Bottoms Up

Beer and wine in the Bay Area and beyond

Gone to Maui: Savoring Some Great Beers

By William Brand
Monday, March 19th, 2007 at 7:55 pm in Uncategorized.

HI ALL. this site is acting hinky today. To see the photos, go to my other blog: What’s On Tap: The California Beer Blog. Sorry for the problem.

Maui beach
Don’t you love this tourist shot of a beac on Maui. It’s nowhere near Maui Brewing Co., but it sure is pretty. You can find the orginal at:

Regular readers of my blogs may wonder where I’ve been. I haven’t posted anything in more than a week.

There’s an easy answer: I’ve gone to Maui with my family for a brief vacation. First thing I did, of course, was check for beer. The first two guidebooks I looked at said there was one brewpub, Maui Brewing and they dumped on it.

The guides are dead wrong. If you like beer, Maui Brewing is the best stop on the island. Period. It’s easy to find, in a corner of a strip mall on Highway 30 on the way to West Maui. It’s right next to Outback Steaks. Not a promising location. After a couple of days wandering through grocery stores, which feature a good stock of mostly light lagers plus the usual imports, much like the mainland, and reading those guidebooks, I wasn’t expecting much.

Well, I was blown away. This is a spectacular brewpub with outstanding beer and excellent food.


Brewer Tom Kerns and Maui Brewing owner Garrett

Marrero in their brewery weariung their GABF Medals.

Below: the lineup of Maui Brewing canned beers: This

week only the IPA was available. maui-brewing-co-cans.jpg

The manager and assistant brewer Dave Cunningham explained Maui Brewing’s been through several manifestations since it opened 12 years ago. It had Fish & Game in its name for a while, and Rotisserie for a while. But a couple of years ago, a new owner, Garrett Marrero, took over and with head brewer Tom Kerns changed everything.

Kerns beers have won medals at both the World Beer Cup and the Great American Beer Festival in the last two years, including a gold for Coconut Porter last year at the GABF. There are big things ahead; they’re opening a new 20 barrel brew plant down the road, have a canning line in operation. The first three beers to be canned are: Bikini Blonde Lager, Big Swell IPA and Coconut Porter.

The top part of the beer list is light lager land, which one expects in the tropics – although with its constant trade winds and moderate temperatures, it’s hard for me – a onetime resident of coastal Mexico – to think of this as truly tropical. It is in fact: Paraiso tropical.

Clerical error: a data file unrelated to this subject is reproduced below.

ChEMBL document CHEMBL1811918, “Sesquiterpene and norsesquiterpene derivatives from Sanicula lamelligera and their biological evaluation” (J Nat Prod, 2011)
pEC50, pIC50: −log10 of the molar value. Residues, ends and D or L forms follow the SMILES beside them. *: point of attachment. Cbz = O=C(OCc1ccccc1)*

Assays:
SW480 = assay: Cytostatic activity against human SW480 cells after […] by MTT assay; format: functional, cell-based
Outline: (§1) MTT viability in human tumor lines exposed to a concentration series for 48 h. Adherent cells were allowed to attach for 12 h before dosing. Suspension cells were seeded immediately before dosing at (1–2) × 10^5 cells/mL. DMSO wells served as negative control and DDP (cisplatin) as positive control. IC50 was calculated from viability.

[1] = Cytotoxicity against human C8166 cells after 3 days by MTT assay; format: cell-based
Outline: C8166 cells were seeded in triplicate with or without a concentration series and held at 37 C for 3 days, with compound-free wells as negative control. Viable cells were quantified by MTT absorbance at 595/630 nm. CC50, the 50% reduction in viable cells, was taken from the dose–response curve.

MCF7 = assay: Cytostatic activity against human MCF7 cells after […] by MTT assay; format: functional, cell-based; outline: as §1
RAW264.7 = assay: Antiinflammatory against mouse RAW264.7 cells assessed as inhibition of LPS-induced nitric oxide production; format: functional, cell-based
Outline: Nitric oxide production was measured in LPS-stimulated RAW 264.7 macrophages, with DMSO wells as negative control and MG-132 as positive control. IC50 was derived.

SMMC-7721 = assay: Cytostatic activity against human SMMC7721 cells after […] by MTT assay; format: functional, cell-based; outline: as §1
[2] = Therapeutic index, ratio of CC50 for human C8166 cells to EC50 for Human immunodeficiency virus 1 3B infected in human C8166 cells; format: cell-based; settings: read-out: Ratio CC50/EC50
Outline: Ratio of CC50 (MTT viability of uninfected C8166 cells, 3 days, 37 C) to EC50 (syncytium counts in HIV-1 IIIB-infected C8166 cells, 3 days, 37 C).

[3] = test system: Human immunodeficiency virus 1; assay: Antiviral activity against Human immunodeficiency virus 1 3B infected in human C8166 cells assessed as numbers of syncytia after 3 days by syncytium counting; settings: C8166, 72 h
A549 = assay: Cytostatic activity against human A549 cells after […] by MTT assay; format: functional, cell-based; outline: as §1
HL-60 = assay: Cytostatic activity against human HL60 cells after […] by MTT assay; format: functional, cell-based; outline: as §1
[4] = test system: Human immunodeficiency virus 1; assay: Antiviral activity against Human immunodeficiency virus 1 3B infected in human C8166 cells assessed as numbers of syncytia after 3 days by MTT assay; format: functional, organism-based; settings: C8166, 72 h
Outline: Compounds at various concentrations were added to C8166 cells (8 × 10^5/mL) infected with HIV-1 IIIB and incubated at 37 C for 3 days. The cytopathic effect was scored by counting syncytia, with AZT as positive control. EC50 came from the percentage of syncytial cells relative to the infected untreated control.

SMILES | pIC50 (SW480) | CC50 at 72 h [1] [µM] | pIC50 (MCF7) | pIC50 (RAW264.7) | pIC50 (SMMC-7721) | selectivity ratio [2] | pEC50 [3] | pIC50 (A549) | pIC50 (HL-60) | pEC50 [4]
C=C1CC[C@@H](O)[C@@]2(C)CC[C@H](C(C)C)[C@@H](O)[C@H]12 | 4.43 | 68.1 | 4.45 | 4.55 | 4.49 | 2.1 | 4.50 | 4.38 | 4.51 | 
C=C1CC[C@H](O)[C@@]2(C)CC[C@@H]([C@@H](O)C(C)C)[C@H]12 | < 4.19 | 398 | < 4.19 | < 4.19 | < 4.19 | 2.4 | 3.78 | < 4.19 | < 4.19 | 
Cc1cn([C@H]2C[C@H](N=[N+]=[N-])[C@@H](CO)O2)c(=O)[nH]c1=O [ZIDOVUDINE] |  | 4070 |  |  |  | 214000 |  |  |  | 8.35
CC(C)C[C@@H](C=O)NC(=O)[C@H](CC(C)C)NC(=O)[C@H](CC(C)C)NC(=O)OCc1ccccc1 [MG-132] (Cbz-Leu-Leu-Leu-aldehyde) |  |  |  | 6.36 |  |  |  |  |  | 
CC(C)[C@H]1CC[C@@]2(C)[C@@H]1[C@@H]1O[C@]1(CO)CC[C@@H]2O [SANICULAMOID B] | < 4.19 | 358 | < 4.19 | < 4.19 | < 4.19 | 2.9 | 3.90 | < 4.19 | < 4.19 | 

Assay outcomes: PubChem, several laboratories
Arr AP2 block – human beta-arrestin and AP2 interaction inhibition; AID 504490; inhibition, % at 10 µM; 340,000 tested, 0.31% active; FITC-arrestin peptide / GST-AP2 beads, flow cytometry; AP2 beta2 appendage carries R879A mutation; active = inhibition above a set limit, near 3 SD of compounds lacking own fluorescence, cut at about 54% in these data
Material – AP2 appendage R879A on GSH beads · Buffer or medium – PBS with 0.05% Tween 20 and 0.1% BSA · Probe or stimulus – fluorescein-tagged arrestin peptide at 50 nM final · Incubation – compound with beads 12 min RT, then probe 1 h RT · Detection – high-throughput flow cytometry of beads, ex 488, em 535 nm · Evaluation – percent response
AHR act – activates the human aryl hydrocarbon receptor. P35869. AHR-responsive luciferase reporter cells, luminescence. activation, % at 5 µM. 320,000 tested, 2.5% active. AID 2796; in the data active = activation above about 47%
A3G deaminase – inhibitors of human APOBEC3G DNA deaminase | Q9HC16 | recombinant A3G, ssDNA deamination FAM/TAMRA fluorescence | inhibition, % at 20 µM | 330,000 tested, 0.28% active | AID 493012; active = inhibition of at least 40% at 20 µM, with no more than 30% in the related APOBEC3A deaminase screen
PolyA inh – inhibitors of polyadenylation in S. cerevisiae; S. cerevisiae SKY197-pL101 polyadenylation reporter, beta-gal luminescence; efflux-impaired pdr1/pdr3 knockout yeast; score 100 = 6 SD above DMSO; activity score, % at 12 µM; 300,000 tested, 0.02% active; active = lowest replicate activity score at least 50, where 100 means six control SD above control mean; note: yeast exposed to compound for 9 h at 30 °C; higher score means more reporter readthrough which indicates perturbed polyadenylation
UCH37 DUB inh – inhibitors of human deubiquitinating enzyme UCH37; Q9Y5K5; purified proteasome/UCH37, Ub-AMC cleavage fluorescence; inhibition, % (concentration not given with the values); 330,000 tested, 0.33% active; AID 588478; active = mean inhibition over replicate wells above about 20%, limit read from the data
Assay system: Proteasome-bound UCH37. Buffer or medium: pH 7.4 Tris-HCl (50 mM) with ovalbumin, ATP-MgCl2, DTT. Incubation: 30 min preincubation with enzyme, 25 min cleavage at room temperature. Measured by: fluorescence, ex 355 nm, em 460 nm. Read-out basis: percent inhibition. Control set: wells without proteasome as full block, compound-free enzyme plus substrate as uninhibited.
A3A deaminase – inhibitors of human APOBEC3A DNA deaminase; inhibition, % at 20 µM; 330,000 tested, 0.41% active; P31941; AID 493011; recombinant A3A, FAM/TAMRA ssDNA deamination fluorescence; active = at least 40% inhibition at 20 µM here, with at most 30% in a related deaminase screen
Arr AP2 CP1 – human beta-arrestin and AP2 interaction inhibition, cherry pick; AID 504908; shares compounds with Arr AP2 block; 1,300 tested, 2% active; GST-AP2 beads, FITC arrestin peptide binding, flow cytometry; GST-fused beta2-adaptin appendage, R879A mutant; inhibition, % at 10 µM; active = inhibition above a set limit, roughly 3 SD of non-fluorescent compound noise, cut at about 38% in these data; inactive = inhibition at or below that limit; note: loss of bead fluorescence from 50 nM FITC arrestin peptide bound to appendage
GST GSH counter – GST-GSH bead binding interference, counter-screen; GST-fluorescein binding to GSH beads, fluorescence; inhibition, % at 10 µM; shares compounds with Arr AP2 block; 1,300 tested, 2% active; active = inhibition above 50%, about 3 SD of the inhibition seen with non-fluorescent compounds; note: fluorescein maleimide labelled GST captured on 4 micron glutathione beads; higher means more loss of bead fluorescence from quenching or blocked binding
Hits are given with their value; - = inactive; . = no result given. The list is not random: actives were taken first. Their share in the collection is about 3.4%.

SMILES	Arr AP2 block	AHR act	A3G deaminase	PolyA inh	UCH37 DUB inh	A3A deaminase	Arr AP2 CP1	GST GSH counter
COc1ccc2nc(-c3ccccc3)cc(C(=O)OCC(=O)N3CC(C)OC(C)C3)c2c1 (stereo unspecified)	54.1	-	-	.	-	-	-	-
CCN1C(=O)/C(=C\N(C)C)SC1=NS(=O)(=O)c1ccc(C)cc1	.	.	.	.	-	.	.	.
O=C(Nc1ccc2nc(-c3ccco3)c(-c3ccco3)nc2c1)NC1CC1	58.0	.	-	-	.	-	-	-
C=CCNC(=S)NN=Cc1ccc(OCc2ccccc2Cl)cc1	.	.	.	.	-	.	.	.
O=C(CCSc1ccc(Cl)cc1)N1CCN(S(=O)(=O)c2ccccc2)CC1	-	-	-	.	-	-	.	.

Anyway, back at the beer list, beyond Bikini Blonde Lager, Honolua Lager and Primo Pilsner, things get interesting indeed.

Over two hours I tasted six splendid beers and one, not-yet-released Coconut Porter aged for the last 100 days in a rum barrel.

The food matched the beer, I ordered French onion soup and Caesar salad, my wife ordered ribs, which were served in a spicy, beer-based sauce. (I’m going back and see if I can get the recipe, it was that good). My daughter and friend, split a plate of a calamari. Another friend had a thick, meaty hamburger with fries and once he got over the sticker shock – $14, this IS Hawaii – said it was excellent.

You have to expect to be somewhat gouged on this tourist island 2,100 ocean miles and three time zones west-southwest of the Bay Area.

So, here’s what I tasted:

Maui Pale Ale ***+. Creamy head, huge hop aroma. Taste is malty with big hoppy hit in the follow, aromatic hops, not bitter. Bittering hops faintly citrusy Galena, finishing, citrusy, piney Cascades, 5.7 percent ABV, 40 Internmational Bitterness Units. I loved this beer.

Double Overhead IPA****. Basically the same hop, malt bill as the Maui, just more malt, more hops. 8 percent ABV, guessing the IBUs around 60 or 70. Intense hop aroma, but restrained bitterness. Great hop-malt balance: Silky malt, aromatic hops.

Belgian Abbey Ale ***, 9.5% ABV, Silver Medal winner at the 2005 GABF in the Belgian-style, strong, speciality ale category. Served in a stemmed chalice.Big, spicy nose. Tastes of raisins and spice, leaves a tang of licorice and dark malt on the tongue. Malts,include Belgian Dark Crystal or Special B malt, which adds a rich, malt aroma and caramel and raisin taste.

Penquin Imperial Stout ***, 8 percent ABV, an opague, dark brown. Chocolate malt and licorice nose, nice balance. Licorice, ripe fruit. Intense.

Red Cock of the Walk Doppel Bock ***+ winner of the 2006 World Beer Cup Bronze in German-style strong bocks. Dark brown with reddish hues, great dark malt aroma. Sweet with lots of hops in the folo. Named after the “jungle fowl”, the wild chickens that populate the islands.

Coconut Porter***, 5.5% ABV,m 32 IBU, Gold Medal, 2006 World Beer Cup, Herb and Spice category. Spiced with dried coconut. An opague, black beer, with a sweet nose of coconut and roast malt. Carries through in the taste, crisp, gently hoppy follow. An island treat.

Black Pearl***+. This is an amazing, barrel aged beer. It’s Coconut Porter aged 100 days in a rum barrel from a local rum-maker. It’s a ramped up, 7 percent, Coconut Porter. It’s not finished yet, when it is, it’ll be served in a stemmed glass for $8. Thick, rocky head of tan foam and a real pirate nose: Rum! Taste is sweet, fading to dry with the taste of rum lingering on the tongue. Powerful, damned unusual.

Definitely a digestif. To be savored after a fine meal. I quit smoking years ago, thank God. But this is a beer that almost demands a cigar or some kind of rich chocolate desert. I’d love to have a jug of this one in my beer refrig back home.

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